Asco – Clovis impresses then disappoints with early lung cancer data


The decision to hold back data from Clovis Oncology’s early-stage second-line lung cancer trial of CO-1686 until the Asco cancer meeting turned out to be both wise and unwise. The data in T790M mutation patients look promising, with early estimates suggesting progression-free survival of 12 months or more, but the company's party was spoiled as it was forced to disclose to the watching oncology world a hyperglycaemia side effect that has led to some patients having to take insulin.

Without the revelation that this hyperglycaemia can become resistant to oral antidiabetic therapy, sentiment might have swung towards it – and away from AstraZeneca’s AZD9291 – based on the early PFS curves. Still, some leading oncologists believe that the survival data could still carry the day as more mature data emerges from the competing agents, particularly if investigators can figure out how to resolve hypoglycaemia with metformin alone.

“Against [the side-effect] we’ve seen outstanding clinical activity,” said Thomas Lynch, director of the Yale Cancer Centre. “If this holds, it won’t matter if you have to take metformin.”


AstraZeneca and Clovis, now joined by a Korean upstart, Hanmi Pharmaceuticals, are leading the race to get a new agent into non-small cell lung cancer for patients who have progressed after treatment with epidermal growth factor receptor (EGFR) tyrosine kinase inhibitors – Roche’s Tarceva and Astra’s Iressa (Asco preview – Astra fight against Clovis gets prominent billing, May 15, 2014).

The territory being explored by these agents centres on patients who develop a secondary mutation called T790M that allows tumour cells to resist treatment with first-line EGFR agents.

Astra’s data had been pre-released by the oncologists’ organisation, so its presentation was primarily an update. AZD9291 achieved an overall response rate of 83% in patients with a T790M mutation at a 240mg once-daily dose. The lowest dose, 20mg once daily, achieved a 50% response rate.

The presentation by Pasi Jänne, a Harvard Medical School professor, did not disclose a specific a PFS estimate. Of the patients showing a response, 94% were still under treatment at April 2; the longest duration of response was seven and a half months.

Which is why the data reveal on the Clovis molecule, CO-1686/AVL-301, was big news. A number for median progression-free survival has not been reached, and based on the current survival curve the figure is estimated to be at least 12 months.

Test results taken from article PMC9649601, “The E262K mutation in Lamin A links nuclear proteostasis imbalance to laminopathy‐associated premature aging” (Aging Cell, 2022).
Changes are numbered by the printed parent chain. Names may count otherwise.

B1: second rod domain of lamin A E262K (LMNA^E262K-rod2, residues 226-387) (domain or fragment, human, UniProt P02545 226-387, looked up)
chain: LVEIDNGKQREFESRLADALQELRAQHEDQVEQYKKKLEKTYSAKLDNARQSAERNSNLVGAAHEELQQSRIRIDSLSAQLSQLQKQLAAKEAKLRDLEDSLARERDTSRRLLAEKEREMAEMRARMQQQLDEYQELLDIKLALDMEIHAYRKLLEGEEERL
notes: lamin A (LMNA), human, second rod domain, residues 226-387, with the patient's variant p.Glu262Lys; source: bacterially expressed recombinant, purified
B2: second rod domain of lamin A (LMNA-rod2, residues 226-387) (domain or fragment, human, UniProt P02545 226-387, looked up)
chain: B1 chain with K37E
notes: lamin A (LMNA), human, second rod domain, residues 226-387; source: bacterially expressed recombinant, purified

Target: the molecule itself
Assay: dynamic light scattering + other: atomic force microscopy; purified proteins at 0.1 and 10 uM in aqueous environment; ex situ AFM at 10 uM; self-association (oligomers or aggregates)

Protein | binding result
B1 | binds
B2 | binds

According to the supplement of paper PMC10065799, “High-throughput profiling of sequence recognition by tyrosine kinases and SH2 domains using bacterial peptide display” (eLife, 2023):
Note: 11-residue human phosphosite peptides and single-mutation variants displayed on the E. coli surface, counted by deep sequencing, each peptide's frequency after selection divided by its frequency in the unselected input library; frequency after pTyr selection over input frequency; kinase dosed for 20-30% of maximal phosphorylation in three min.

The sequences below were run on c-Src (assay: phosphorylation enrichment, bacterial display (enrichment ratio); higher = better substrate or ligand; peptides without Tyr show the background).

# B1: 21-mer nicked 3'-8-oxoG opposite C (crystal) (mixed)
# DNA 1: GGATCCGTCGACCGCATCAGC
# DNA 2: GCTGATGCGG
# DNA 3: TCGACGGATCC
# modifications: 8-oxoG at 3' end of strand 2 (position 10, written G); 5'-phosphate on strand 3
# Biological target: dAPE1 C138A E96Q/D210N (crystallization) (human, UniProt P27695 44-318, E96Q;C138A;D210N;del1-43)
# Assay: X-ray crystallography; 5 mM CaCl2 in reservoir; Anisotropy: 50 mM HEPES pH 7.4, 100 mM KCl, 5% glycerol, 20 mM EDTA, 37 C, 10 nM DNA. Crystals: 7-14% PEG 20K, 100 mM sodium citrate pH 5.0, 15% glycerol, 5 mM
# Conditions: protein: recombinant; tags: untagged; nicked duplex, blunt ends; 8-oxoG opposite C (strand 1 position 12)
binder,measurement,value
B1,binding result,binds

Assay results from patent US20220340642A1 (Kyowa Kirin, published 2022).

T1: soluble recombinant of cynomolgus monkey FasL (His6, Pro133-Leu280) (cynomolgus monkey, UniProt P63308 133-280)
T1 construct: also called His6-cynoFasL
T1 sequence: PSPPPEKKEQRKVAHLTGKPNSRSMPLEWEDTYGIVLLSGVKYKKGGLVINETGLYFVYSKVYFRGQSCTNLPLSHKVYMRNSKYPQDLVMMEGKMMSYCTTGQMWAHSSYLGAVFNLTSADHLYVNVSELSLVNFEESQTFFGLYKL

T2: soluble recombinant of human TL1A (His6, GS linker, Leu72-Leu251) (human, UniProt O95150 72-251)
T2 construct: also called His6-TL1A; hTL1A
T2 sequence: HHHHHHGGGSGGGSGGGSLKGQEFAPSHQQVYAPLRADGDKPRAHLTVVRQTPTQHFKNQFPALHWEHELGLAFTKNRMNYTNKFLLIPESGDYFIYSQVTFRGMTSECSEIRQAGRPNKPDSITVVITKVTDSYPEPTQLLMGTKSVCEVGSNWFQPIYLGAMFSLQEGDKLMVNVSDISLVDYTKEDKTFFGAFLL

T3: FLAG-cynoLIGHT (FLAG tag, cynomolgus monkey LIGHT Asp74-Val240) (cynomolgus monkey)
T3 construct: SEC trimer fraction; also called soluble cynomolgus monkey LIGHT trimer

A third agent that had not been spotlighted is Hanmi’s HM61713, which hit a 19-week median PFS mark in the T790M-positive population. Like the Astra project, patients taking it experienced elevated levels of rash, but neither it not AZD9291 had the blood sugar and cardiovascular effects of Clovis’s candidate.

Emerging competitive landscape

But with the Clovis disclosure that “three or four” patients have started insulin therapy after becoming resistant to metformin, the road has got rougher for CO-1686, thanks in large part to the way in which it was disclosed.

It did not come at an Asco data presentation but at an off-site analyst meeting, which should spark some investor questions about company transparency. In early afternoon trading Clovis shares were down 8%.

Both CO-1686 and AZD9291 have received breakthrough therapy designation from the FDA, with Clovis receiving word just two weeks ago, so speed in development will be of the essence – the agency only awards the regulatory advantages of designation to the first in an indication to submit a new drug application.

According to EvaluatePharma’s consensus, the Clovis candidate is forecast to sell $791m and AZD9291 $444m in 2020.

Neither seems noticeably ahead of the other in terms of developmental stage. It does not help Clovis that it also has a cardiovascular side effect in the form of a prolongation of the QT interval, something regulators will look at closely as this is a predictor of sudden death. Both the blood-sugar and cardiovascular effects will also need to be fully explored by the time the application lands on desks at the FDA and the European Medicines Agency.

The regulators’ data demands may very well create a new layer of safety-related trials at the phase I and early phase II levels, something that will not speed the drug's development.

For all the excitement over the much-touted wide applicability of immuno-oncology agents like Yervoy and nivolumab, targeted agents are still showing they should have a continuing role in cancer care. Given how difficult it has been to find effective agents in advanced non-small cell lung cancer, it is not surprising to see the targeted approach continue to be relevant in this setting.

To contact the writer of this story email Jonathan Gardner in Chicago at or follow  @JonEPVantage on Twitter

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